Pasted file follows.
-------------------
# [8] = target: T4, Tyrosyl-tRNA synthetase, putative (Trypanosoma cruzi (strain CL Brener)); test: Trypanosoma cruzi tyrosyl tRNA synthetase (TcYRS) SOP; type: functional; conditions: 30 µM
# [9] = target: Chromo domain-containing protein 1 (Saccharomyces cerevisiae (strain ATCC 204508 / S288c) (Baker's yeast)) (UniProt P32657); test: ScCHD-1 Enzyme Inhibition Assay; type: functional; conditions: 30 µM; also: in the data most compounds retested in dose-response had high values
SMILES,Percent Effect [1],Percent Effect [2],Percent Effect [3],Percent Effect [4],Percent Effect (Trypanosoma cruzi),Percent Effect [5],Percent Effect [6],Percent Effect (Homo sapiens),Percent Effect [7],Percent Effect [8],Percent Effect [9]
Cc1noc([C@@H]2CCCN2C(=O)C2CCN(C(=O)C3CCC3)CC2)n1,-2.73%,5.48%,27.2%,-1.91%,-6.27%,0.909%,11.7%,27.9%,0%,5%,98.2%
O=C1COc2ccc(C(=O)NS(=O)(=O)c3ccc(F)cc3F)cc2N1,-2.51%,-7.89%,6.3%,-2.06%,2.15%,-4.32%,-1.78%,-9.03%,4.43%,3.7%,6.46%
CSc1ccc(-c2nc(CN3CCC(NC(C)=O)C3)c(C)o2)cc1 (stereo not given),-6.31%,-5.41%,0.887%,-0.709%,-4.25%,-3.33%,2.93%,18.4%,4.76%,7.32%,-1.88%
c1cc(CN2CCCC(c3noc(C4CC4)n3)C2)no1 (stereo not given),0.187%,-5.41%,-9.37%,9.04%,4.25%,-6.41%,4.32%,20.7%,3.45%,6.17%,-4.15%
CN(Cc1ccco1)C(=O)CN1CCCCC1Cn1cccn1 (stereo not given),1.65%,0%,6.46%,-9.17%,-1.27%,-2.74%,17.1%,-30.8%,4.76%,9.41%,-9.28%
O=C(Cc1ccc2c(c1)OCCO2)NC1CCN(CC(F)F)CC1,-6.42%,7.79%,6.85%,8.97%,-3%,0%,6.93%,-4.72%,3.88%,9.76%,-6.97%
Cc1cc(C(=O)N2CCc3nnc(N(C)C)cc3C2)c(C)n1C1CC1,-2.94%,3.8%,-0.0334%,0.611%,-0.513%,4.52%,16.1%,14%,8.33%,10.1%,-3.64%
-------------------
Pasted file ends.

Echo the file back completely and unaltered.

# [8] = target: T4, Tyrosyl-tRNA synthetase, putative (Trypanosoma cruzi (strain CL Brener)); test: Trypanosoma cruzi tyrosyl tRNA synthetase (TcYRS) SOP; type: functional; conditions: 30 µM
# [9] = target: Chromo domain-containing protein 1 (Saccharomyces cerevisiae (strain ATCC 204508 / S288c) (Baker's yeast)) (UniProt P32657); test: ScCHD-1 Enzyme Inhibition Assay; type: functional; conditions: 30 µM; also: in the data most compounds retested in dose-response had high values
SMILES,Percent Effect [1],Percent Effect [2],Percent Effect [3],Percent Effect [4],Percent Effect (Trypanosoma cruzi),Percent Effect [5],Percent Effect [6],Percent Effect (Homo sapiens),Percent Effect [7],Percent Effect [8],Percent Effect [9]
Cc1noc([C@@H]2CCCN2C(=O)C2CCN(C(=O)C3CCC3)CC2)n1,-2.73%,5.48%,27.2%,-1.91%,-6.27%,0.909%,11.7%,27.9%,0%,5%,98.2%
O=C1COc2ccc(C(=O)NS(=O)(=O)c3ccc(F)cc3F)cc2N1,-2.51%,-7.89%,6.3%,-2.06%,2.15%,-4.32%,-1.78%,-9.03%,4.43%,3.7%,6.46%
CSc1ccc(-c2nc(CN3CCC(NC(C)=O)C3)c(C)o2)cc1 (stereo not given),-6.31%,-5.41%,0.887%,-0.709%,-4.25%,-3.33%,2.93%,18.4%,4.76%,7.32%,-1.88%
c1cc(CN2CCCC(c3noc(C4CC4)n3)C2)no1 (stereo not given),0.187%,-5.41%,-9.37%,9.04%,4.25%,-6.41%,4.32%,20.7%,3.45%,6.17%,-4.15%
CN(Cc1ccco1)C(=O)CN1CCCCC1Cn1cccn1 (stereo not given),1.65%,0%,6.46%,-9.17%,-1.27%,-2.74%,17.1%,-30.8%,4.76%,9.41%,-9.28%
O=C(Cc1ccc2c(c1)OCCO2)NC1CCN(CC(F)F)CC1,-6.42%,7.79%,6.85%,8.97%,-3%,0%,6.93%,-4.72%,3.88%,9.76%,-6.97%
Cc1cc(C(=O)N2CCc3nnc(N(C)C)cc3C2)c(C)n1C1CC1,-2.94%,3.8%,-0.0334%,0.611%,-0.513%,4.52%,16.1%,14%,8.33%,10.1%,-3.64%